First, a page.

THE GIST of Editorial for UPSC Exams : 26 August 2020 Down, but not out: On Islamic State (The Hindu)

Down, but not out: On Islamic State (The Hindu)

Mains Paper 3: Security
Prelims level: Islamic State
Mains level: Role of external state and non-state actors in creating challenges to internal security


  • The U.N. counterterrorism chief’s statement to the Security Council on the continuing presence of Islamic State (IS) terrorists in West Asia, Africa and elsewhere should be seen as a serious warning by the countries in these regions. 
  • Two years after the Sunni jihadist group was declared defeated, more than 10,000 IS fighters remain active in Iraq and Syria. 
  • IS-driven terror attacks are on the rise. 


  • A proto-state, also known as a quasi-state, is a political entity that does not represent a fully institutionalized or autonomous sovereign state. The precise definition of proto-state in political literature fluctuates depending on the context in which it is used.

Operating from remote areas:

  • The IS had established a proto-state in 2014 but it was gradually destroyed by multilateral war efforts that lasted four years.
  • The terror outfit has a “province” in West Africa with nearly 3,000 fighters, according to the UN. 
  • In war-torn Afghanistan, it continues to stage attacks, targeting ethnic and religious minorities. 
  • The IS may no longer control any big city, but its rise from a breakaway faction of al-Qaeda in Iraq to one of the world’s most potent terrorist groups should be a lesson for all stakeholders. 
  • Ever since they lost territories, IS fighters withdrew from the front lines and started operating in cells in the deserts, mountains and hinterlands of conflict-ridden countries.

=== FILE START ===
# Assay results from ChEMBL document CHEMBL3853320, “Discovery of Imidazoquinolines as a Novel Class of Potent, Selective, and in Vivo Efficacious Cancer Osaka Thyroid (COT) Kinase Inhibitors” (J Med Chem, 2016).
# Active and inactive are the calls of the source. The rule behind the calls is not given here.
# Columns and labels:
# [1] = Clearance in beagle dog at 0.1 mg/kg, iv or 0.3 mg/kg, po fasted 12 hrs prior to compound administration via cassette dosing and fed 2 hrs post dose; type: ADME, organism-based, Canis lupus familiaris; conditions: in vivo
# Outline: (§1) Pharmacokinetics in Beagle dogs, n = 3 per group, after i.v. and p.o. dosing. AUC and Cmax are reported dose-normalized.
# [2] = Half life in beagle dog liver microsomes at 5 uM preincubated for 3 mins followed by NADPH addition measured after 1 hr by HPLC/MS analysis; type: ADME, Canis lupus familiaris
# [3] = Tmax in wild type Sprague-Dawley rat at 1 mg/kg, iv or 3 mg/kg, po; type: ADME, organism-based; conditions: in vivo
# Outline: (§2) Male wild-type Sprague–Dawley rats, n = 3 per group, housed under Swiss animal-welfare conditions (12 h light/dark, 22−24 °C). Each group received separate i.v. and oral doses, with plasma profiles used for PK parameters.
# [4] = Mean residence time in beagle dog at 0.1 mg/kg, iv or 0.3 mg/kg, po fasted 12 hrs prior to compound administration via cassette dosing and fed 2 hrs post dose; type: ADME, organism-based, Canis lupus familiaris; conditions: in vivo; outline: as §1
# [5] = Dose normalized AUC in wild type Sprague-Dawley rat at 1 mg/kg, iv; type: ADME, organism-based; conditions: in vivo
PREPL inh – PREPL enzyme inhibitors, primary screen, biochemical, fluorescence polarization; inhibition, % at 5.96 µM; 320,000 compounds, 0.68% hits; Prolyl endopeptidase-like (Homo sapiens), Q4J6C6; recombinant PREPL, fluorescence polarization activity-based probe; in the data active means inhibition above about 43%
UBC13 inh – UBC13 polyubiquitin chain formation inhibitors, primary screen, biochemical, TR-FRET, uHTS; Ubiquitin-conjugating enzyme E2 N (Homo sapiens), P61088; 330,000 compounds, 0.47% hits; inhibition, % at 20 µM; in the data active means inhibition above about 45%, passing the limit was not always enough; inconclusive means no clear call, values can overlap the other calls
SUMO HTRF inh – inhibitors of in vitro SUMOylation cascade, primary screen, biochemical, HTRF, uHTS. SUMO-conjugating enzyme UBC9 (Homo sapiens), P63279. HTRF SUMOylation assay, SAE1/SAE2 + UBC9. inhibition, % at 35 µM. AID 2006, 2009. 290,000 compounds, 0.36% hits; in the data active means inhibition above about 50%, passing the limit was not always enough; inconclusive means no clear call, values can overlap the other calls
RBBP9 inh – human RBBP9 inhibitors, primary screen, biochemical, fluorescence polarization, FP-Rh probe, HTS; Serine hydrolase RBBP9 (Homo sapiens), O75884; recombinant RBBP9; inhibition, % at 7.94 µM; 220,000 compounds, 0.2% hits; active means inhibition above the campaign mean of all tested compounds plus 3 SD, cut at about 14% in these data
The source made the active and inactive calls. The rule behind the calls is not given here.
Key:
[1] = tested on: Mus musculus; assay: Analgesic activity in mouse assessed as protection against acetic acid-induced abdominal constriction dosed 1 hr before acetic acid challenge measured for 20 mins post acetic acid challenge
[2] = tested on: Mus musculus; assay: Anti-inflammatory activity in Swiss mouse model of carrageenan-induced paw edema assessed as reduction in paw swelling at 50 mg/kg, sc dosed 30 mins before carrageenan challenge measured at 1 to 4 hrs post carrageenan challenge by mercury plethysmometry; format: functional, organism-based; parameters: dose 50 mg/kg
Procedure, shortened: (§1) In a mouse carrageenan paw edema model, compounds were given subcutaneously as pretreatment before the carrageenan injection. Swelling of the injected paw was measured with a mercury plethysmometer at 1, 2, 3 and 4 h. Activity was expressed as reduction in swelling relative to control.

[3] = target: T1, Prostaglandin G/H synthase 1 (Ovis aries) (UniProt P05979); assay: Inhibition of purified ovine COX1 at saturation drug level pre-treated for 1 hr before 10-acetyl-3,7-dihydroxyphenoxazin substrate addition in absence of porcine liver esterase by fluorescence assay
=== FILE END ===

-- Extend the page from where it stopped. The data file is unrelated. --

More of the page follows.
• Iraq and Syria are particularly vulnerableto the IS’s resurgenceas these countries are yet to be fully stabilised after the wars. 
  • In Syria, the Bashar al-Assad government has practically won the civil war. But Syria is now a divided country. 
  • While the government controls most of the territories, a coalition of jihadists and rebels is running the Idlib province. 
  • In the northeast, the Kurdish rebels have declared autonomy. 
  • On the Syrian-Turkish border, Turkey, backed by pro-Turkish rebels, has carved out a buffer and has been in permanent conflict with the Kurds. 
  • Though there is an uneasy quiet in Syria, the situation is inflammable.
  • Iraq, after months of protests and instability, has finally got a government. But Prime Minister Mustafa al-Kadhimi is torn between the U.S. and Iran. 
  • Pro-Iran Shia militias continue to target U.S. troops inside Iraq, which could turn the country into a battlefield between Washington and Tehran. 
  • The story is not very different in Africa. Libya has two governments, which were fighting each other till last week’s ceasefire. 
  • The Libyan conflict has spilled overinto Mali and Burkina Faso, where jihadists have established a solid presence. 
  • The IS has its roots in the U.S. invasion of Iraq. It started growing by exploiting the civil war in Syria. 
  • The regional governments as well as their international backers (and rivals) should be mindful of this fact. 


Prelims Questions:

Q.1) Consider the following statements:

1. The Union Cabinet has approved the proposal for leasing out three airports namely Jaipur, Guwahati and Thiruvananthapuram airports of Airports Authority of India (AAI) through Public Private Partnership (PPP).
2. The PPP airports in India are consistently ranked among the top 5 in their respective categories by the Airports Council International (ACI) in terms of Airport Service Quality (ASQ).

Which of the statements given above is/are correct?

(a) 1 only
(b) 2 only
(c) Both 1 and 2
(d) Neither 1 nor 2

Answer: C

Mains Questions:

Q.1) Re-emergence of Islamic State is Posing A Great Challenge. Comment.